HM: Do you think that’s a systemic issue in the NHS? PK: I think that’s … yes it is. I think … so, I am lucky or unlucky you could say to still have no white hairs, right? And I’m 45, and that’s just genetic, my dad, it’s the way it was. But it’s interpreted as being as somebody who is young. I don’t know why the NHS looks at it that way, because if you look at any other industry, youth is really encouraged, whether it be football or anything like that. HM: Yes. PK: It’s not quite in the NHS yet. Leadership roles are associated with being senior. And I think that’s probably the wrong approach. I think you should get more youth into it. Colour, it takes time to change. And it’s very different. There is a fundamental difference in the racism of let’s say Tommy Robinson and Nigel Farage. There is something blue collar about it. And I’m not saying the NHS is like that, but there have been occasions whereby I have faced directly from CCGs, comments about where I come from, understanding culture, and that’s in my national role. So, those things have been tough, but it happens. And I have gone back to it again, after … I’m not somebody who lets things pass, but those are uncomfortable facts of the NHS that we deal with, day in, day out. And that’s something that is still there, it’s less but it’s still there. HM: Okay, thank you. So, you’ve already ruled yourself out of going much further up in national bodies. But what’s next? PK:
It’s an irony. Because I have seen lots of people who believe that one job is a stepping stone to another. I personally believe that sometimes it makes you compromise when you do that, because you’re always thinking about the next step up. And thereby, would you compromise something in your present role, to go on to the next step, okay? The way I look at it is my pinnacle of my career was what my dad wanted me to be. So, my dad sent me here, because my dad used to work here, but never became a consultant, due many reasons, including very clear racial bias in those days. And he … I remember him saying to me, “I just want you to be a consultant in the NHS.” So, 2008, August, was the pinnacle of my career. I had done everything. Ever since then, whatever role I’ve taken on has been a bonus. And that’s why I give 110% to it. I will go pretty much out there, I will put my job on the line with my national roles, or any roles, I will challenge anybody, because my fallback always is, well I can still go and become an NHS consultant.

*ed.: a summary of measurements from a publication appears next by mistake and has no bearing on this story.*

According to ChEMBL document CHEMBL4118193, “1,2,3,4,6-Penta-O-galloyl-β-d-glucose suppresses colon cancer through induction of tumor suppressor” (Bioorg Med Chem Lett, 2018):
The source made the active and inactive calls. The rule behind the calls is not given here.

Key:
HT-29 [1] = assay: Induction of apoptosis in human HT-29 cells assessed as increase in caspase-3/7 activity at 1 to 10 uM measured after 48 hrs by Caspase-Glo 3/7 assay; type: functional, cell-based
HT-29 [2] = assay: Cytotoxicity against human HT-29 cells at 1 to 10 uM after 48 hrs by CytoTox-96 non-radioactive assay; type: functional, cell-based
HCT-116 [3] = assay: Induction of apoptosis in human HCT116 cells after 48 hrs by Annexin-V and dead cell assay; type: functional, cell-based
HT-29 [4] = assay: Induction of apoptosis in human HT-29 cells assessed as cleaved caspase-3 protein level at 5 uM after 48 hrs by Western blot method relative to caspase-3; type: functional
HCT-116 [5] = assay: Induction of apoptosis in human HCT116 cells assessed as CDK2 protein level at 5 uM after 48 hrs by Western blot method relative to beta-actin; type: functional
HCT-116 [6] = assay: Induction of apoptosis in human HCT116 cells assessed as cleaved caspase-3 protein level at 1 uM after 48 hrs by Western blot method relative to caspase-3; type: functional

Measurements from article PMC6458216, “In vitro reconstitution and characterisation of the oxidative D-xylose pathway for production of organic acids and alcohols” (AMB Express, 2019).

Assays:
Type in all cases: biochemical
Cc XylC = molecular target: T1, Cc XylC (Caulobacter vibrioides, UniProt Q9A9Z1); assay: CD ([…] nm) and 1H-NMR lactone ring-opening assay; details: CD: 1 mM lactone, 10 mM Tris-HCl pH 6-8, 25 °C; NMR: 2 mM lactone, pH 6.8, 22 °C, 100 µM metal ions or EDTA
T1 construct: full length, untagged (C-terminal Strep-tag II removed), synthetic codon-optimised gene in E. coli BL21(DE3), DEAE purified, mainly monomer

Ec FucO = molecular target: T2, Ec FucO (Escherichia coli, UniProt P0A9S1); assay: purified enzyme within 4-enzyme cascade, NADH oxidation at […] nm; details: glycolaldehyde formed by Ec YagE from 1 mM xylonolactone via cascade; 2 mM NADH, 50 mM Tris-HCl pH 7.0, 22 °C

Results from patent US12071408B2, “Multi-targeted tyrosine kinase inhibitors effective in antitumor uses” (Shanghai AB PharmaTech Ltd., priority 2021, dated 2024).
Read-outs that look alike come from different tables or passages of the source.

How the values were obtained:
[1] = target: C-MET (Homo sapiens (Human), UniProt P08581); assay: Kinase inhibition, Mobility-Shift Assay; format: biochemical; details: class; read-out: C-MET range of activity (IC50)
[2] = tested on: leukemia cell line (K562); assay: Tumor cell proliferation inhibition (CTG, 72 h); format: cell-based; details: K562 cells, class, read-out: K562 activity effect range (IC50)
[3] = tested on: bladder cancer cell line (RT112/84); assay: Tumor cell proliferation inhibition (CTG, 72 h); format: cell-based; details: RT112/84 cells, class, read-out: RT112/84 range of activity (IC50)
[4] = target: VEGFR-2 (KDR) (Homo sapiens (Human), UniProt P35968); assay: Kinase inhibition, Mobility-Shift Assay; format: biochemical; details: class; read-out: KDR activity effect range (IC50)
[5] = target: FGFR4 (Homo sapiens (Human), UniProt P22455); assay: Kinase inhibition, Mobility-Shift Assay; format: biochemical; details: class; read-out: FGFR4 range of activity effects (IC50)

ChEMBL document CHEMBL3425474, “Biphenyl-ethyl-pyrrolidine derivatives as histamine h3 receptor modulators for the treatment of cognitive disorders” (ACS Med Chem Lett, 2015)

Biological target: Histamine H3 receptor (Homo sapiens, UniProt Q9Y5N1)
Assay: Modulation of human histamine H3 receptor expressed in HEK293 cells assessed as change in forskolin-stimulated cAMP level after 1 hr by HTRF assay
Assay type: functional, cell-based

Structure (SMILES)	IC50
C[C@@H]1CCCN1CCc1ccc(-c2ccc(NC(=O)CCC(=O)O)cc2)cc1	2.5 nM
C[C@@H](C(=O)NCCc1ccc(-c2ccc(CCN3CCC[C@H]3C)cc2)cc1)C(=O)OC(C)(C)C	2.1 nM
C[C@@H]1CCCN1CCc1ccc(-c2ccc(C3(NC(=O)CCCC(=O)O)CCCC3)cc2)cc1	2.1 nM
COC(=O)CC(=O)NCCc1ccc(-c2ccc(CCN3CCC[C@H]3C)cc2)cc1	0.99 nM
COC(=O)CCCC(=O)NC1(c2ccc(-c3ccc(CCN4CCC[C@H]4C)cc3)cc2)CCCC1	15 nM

So, what next, I think it’s an open field. I would take on any opportunity that comes along. But I’m not actually actively saying I want to do X up next. I just think that once you start doing that, you’re open to compromise. Because somebody somewhere can probably make you compromise something, to go up to the next step, and I don’t want to get sucked into that.
HM: Well I hope you do stay in national roles, because I think it’s really important and valuable to have somebody who’s not willing to compromise, and who is willing to challenge. I think that’s a very special thing for patients and the public and the NHS. And so, on that note, thank you Partha for being with us today on the podcast. PK:
Thank you very much.
HM: Well that's it from us. You can find the show notes for this episode and all our previous episodes at www.kingsfund.org.uk/kfpodcast. Thanks for listening, and thanks as always to our podcast team and our producers Ian Ford and Sarah Murphy. If you enjoyed this episode, please subscribe, rate and review us on Apple Podcasts. And if you have feedback or ideas for topics that you would like to hear covered in future episodes, then get in touch, either on Twitter at @TheKingsFund, or on my account at @helenamacarena . We hope you can join us next time.